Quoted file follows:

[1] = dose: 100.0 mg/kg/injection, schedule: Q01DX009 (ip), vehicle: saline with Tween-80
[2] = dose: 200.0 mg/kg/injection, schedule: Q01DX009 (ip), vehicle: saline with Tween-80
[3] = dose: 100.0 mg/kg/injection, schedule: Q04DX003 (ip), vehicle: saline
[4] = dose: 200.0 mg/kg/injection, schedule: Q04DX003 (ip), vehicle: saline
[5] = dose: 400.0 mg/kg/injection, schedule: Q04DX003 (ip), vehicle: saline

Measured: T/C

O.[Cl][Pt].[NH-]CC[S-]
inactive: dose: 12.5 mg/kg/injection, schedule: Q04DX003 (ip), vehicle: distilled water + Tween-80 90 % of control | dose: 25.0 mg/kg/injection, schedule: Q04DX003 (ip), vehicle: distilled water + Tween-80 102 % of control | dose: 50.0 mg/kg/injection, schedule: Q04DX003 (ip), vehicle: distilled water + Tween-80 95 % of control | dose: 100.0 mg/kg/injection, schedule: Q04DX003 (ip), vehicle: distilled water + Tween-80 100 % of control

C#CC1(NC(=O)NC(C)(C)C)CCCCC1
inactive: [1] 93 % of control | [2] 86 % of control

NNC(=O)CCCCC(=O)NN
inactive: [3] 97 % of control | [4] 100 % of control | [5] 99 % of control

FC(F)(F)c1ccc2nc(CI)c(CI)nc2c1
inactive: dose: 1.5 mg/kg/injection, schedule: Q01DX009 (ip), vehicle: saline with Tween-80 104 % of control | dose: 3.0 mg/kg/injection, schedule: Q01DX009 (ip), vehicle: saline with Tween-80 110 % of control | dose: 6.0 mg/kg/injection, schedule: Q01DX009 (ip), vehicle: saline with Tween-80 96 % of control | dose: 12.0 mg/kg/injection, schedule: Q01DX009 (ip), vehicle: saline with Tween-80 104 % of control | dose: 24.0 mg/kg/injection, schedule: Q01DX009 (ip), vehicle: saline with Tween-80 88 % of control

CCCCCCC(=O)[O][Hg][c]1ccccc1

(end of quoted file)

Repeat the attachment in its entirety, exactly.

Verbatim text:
[1] = dose: 100.0 mg/kg/injection, schedule: Q01DX009 (ip), vehicle: saline with Tween-80
[2] = dose: 200.0 mg/kg/injection, schedule: Q01DX009 (ip), vehicle: saline with Tween-80
[3] = dose: 100.0 mg/kg/injection, schedule: Q04DX003 (ip), vehicle: saline
[4] = dose: 200.0 mg/kg/injection, schedule: Q04DX003 (ip), vehicle: saline
[5] = dose: 400.0 mg/kg/injection, schedule: Q04DX003 (ip), vehicle: saline

Measured: T/C

O.[Cl][Pt].[NH-]CC[S-]
inactive: dose: 12.5 mg/kg/injection, schedule: Q04DX003 (ip), vehicle: distilled water + Tween-80 90 % of control | dose: 25.0 mg/kg/injection, schedule: Q04DX003 (ip), vehicle: distilled water + Tween-80 102 % of control | dose: 50.0 mg/kg/injection, schedule: Q04DX003 (ip), vehicle: distilled water + Tween-80 95 % of control | dose: 100.0 mg/kg/injection, schedule: Q04DX003 (ip), vehicle: distilled water + Tween-80 100 % of control

C#CC1(NC(=O)NC(C)(C)C)CCCCC1
inactive: [1] 93 % of control | [2] 86 % of control

NNC(=O)CCCCC(=O)NN
inactive: [3] 97 % of control | [4] 100 % of control | [5] 99 % of control

FC(F)(F)c1ccc2nc(CI)c(CI)nc2c1
inactive: dose: 1.5 mg/kg/injection, schedule: Q01DX009 (ip), vehicle: saline with Tween-80 104 % of control | dose: 3.0 mg/kg/injection, schedule: Q01DX009 (ip), vehicle: saline with Tween-80 110 % of control | dose: 6.0 mg/kg/injection, schedule: Q01DX009 (ip), vehicle: saline with Tween-80 96 % of control | dose: 12.0 mg/kg/injection, schedule: Q01DX009 (ip), vehicle: saline with Tween-80 104 % of control | dose: 24.0 mg/kg/injection, schedule: Q01DX009 (ip), vehicle: saline with Tween-80 88 % of control

CCCCCCC(=O)[O][Hg][c]1ccccc1